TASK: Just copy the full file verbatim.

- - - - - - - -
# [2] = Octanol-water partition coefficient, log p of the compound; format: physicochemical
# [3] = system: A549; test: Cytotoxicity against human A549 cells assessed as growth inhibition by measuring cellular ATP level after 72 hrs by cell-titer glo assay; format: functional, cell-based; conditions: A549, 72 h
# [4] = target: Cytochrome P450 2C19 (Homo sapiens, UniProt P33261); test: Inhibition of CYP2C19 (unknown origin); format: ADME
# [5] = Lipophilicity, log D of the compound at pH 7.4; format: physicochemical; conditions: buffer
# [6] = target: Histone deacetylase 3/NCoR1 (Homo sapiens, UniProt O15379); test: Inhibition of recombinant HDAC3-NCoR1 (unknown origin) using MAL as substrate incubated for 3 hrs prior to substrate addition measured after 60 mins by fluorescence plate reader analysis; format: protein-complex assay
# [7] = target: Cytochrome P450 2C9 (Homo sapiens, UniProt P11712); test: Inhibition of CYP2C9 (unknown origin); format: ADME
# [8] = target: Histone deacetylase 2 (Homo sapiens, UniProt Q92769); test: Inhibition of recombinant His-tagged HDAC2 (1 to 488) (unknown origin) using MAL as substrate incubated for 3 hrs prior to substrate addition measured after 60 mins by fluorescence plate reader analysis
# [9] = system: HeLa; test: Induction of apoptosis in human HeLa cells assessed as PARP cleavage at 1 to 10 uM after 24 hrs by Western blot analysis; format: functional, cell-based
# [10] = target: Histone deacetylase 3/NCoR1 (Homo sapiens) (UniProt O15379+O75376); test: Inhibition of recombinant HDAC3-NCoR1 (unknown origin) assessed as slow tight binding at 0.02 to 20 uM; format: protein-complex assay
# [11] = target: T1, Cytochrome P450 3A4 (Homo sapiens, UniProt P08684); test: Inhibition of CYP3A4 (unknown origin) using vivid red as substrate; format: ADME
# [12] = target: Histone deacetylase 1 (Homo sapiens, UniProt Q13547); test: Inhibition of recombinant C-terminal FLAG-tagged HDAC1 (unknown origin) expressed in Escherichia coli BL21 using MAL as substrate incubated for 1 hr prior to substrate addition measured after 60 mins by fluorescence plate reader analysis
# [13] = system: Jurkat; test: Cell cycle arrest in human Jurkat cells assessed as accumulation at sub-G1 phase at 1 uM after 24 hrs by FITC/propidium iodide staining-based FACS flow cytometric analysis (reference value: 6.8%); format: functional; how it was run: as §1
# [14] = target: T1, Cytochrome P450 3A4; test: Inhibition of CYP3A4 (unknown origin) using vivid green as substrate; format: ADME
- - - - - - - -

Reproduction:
# [2] = Octanol-water partition coefficient, log p of the compound; format: physicochemical
# [3] = system: A549; test: Cytotoxicity against human A549 cells assessed as growth inhibition by measuring cellular ATP level after 72 hrs by cell-titer glo assay; format: functional, cell-based; conditions: A549, 72 h
# [4] = target: Cytochrome P450 2C19 (Homo sapiens, UniProt P33261); test: Inhibition of CYP2C19 (unknown origin); format: ADME
# [5] = Lipophilicity, log D of the compound at pH 7.4; format: physicochemical; conditions: buffer
# [6] = target: Histone deacetylase 3/NCoR1 (Homo sapiens, UniProt O15379); test: Inhibition of recombinant HDAC3-NCoR1 (unknown origin) using MAL as substrate incubated for 3 hrs prior to substrate addition measured after 60 mins by fluorescence plate reader analysis; format: protein-complex assay
# [7] = target: Cytochrome P450 2C9 (Homo sapiens, UniProt P11712); test: Inhibition of CYP2C9 (unknown origin); format: ADME
# [8] = target: Histone deacetylase 2 (Homo sapiens, UniProt Q92769); test: Inhibition of recombinant His-tagged HDAC2 (1 to 488) (unknown origin) using MAL as substrate incubated for 3 hrs prior to substrate addition measured after 60 mins by fluorescence plate reader analysis
# [9] = system: HeLa; test: Induction of apoptosis in human HeLa cells assessed as PARP cleavage at 1 to 10 uM after 24 hrs by Western blot analysis; format: functional, cell-based
# [10] = target: Histone deacetylase 3/NCoR1 (Homo sapiens) (UniProt O15379+O75376); test: Inhibition of recombinant HDAC3-NCoR1 (unknown origin) assessed as slow tight binding at 0.02 to 20 uM; format: protein-complex assay
# [11] = target: T1, Cytochrome P450 3A4 (Homo sapiens, UniProt P08684); test: Inhibition of CYP3A4 (unknown origin) using vivid red as substrate; format: ADME
# [12] = target: Histone deacetylase 1 (Homo sapiens, UniProt Q13547); test: Inhibition of recombinant C-terminal FLAG-tagged HDAC1 (unknown origin) expressed in Escherichia coli BL21 using MAL as substrate incubated for 1 hr prior to substrate addition measured after 60 mins by fluorescence plate reader analysis
# [13] = system: Jurkat; test: Cell cycle arrest in human Jurkat cells assessed as accumulation at sub-G1 phase at 1 uM after 24 hrs by FITC/propidium iodide staining-based FACS flow cytometric analysis (reference value: 6.8%); format: functional; how it was run: as §1
# [14] = target: T1, Cytochrome P450 3A4; test: Inhibition of CYP3A4 (unknown origin) using vivid green as substrate; format: ADME